Best, L

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Apologies, my spell checker changed aba to Ava! I’m sorry I wrote your name incorrectly.

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@lizzy102

If I understand your question, Ava, you are asking whether there is a difference between a one time exposure to very loud noise (explosion) and long term exposure to loud sounds (being in a combat zone or working in a very loud factory). If that is correct, from my limited knowledge in some circumstances our hearing can recover from a one time exposure (explosion). Sustained exposure to the loud noises are much harder on our bodies and brains. In most cases, this type of exposure can cause nerve damage. This coupled with other health issues may become progressive.
I sincerely ask you to speak to your hearing professional about this. There are many variables within each of the exposures you proposed that could affect the long term outcome. Please, talk to an Otolaryngologist or Audiologist and discuss the finer points of your question thoroughly.
Best, L

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all "clever" audiologists say that hearing loss stops after leaving a noisy envuronment. no one can bring academic papers about but I am sure that you may lose hearing more and more without any other variable but not so quickly as before. I need academic research and academic papers! I know other parameters of hearing loss but everyone who is in this kind of lossing- everyone is unique and not as another one. The academic base is needed. thanks

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@aba

i must ask again- because no one answer and a self-story is not an answer – sorry – Is there a difference, regarding the continued deterioration in hearing, between acoustic damage resulting from a sudden noise (explosion for example) and which has not disappeared,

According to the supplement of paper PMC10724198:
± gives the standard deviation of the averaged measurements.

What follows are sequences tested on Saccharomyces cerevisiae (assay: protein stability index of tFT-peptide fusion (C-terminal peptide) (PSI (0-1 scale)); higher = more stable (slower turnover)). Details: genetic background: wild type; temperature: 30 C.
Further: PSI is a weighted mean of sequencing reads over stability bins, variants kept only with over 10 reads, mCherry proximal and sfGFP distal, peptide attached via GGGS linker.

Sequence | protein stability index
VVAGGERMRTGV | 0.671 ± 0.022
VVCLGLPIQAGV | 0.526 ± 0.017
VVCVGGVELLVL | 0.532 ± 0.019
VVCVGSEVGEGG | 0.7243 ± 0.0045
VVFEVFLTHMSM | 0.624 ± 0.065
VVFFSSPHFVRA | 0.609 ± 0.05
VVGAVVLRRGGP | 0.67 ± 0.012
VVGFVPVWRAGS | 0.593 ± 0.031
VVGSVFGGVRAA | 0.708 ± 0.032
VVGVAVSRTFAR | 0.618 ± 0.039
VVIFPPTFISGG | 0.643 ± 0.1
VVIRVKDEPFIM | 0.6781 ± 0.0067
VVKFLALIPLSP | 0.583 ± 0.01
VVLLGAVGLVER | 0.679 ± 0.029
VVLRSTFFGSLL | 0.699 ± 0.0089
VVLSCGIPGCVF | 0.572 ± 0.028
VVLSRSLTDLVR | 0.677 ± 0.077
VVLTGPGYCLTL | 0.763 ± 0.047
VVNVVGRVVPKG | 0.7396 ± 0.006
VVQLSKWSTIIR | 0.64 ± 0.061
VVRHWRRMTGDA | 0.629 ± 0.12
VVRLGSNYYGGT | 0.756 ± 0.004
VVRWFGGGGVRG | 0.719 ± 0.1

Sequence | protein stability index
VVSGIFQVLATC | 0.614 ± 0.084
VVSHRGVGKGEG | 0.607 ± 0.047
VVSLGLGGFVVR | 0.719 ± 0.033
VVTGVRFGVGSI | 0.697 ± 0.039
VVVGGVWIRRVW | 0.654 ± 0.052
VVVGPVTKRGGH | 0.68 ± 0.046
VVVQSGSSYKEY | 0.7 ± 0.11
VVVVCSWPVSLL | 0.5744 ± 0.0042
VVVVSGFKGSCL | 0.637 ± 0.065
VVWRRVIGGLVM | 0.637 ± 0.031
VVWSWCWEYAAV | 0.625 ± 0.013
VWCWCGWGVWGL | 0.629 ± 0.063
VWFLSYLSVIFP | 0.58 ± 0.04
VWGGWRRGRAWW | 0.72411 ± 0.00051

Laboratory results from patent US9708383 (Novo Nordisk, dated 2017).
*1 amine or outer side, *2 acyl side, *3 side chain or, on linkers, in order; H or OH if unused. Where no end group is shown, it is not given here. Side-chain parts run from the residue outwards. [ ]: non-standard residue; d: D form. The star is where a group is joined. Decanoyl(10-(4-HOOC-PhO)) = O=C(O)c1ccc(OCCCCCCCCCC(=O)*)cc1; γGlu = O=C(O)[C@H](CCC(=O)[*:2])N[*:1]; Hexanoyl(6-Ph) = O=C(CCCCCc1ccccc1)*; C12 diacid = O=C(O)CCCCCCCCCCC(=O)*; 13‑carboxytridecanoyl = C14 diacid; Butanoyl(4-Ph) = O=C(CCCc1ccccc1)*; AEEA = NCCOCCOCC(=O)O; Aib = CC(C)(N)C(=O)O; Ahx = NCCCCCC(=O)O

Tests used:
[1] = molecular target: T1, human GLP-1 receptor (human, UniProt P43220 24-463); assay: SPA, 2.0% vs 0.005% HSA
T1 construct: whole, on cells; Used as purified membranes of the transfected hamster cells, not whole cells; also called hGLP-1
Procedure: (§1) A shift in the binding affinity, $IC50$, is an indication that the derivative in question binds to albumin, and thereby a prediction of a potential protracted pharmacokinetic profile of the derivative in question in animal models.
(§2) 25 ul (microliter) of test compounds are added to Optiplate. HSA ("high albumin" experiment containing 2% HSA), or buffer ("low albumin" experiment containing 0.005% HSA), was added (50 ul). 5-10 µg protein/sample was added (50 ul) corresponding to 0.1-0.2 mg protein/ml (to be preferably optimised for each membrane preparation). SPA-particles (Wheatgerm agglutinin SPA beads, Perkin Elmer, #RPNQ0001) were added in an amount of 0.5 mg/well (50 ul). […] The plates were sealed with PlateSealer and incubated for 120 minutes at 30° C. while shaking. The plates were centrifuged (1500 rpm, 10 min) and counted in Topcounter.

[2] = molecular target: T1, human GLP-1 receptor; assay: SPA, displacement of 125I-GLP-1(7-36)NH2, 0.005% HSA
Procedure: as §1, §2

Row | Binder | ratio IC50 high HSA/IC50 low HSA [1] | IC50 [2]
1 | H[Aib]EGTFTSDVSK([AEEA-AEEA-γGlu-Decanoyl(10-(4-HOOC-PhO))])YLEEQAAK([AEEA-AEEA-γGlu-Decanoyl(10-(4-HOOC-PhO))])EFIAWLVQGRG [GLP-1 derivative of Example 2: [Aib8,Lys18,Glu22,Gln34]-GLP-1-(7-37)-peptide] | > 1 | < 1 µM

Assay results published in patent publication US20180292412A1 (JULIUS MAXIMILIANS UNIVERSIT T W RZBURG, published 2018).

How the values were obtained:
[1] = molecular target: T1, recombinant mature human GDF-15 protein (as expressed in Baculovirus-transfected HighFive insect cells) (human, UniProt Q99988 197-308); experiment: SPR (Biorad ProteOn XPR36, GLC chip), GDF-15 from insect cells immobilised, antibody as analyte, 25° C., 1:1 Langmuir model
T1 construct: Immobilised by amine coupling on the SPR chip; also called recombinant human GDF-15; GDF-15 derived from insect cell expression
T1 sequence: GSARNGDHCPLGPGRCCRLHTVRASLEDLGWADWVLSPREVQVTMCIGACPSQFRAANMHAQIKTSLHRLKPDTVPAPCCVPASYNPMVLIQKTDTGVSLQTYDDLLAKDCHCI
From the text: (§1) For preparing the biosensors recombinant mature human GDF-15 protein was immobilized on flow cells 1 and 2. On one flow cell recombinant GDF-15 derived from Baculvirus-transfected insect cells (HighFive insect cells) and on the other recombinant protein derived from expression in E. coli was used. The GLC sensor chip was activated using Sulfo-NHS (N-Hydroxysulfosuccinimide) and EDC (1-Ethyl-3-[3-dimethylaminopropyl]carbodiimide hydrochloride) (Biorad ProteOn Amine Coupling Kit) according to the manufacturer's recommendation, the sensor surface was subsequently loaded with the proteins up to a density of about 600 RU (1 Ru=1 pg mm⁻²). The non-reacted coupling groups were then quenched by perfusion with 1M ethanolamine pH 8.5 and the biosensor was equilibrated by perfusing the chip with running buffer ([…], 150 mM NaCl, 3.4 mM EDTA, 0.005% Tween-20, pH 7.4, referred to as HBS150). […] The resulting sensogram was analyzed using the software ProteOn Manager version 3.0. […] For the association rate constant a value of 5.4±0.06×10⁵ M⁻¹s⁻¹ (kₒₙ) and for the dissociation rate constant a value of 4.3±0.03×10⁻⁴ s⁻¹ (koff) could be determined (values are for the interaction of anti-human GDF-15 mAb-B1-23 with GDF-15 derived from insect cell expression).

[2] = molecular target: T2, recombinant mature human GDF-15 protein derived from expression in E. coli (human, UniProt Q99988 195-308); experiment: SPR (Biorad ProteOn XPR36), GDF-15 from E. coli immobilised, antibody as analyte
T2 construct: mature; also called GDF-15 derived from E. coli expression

And permanent acoustic sabotage after several years of exposure to noise and the hearing deterioration continues though slowly?

Jump to this post

This information from the National Institutes of Health (NIH) and Center for Disease Control (CDC) may be of interest. https://www.hearingloss.org/hearing-help/hearing-loss-basics/prevention/

Source: Centers for Disease Control and Prevention

A major cause of hearing loss in our society is noise exposure. Tiny hair cells in the ear are damaged when assaulted by loud noise. Once those hair cells are destroyed they cannot be replaced.

How Loud is Too Loud?
According to NIDCD’s Noisy Planet website, “The impact of noise adds up over a lifetime. If you are exposed to loud sounds on a regular basis, your risk for permanent damage increases over time. Even a single but long-lasting loud event can cause damage. Limit your exposure to sounds at or above 100 decibels to no more than 15 minutes, and limit sounds that are at or above 110 decibels to no more than 1 minute.”

Watch this video by the CDC about how loud noise damages hair cells.

Repeated and lengthy exposure to loud sound – whether is it music or a jackhammer – will eventually produce a sensorineural hearing loss. See the NIDCD Listen Up! Inforgraphic (text version available). Also see the Dangerous Decibels’ Decibel Exposure Time Guidelines.

How to Reduce the Damage to Hearing from Noise
Your ears can be your warning system for potentially dangerous noises. The noise is too loud when: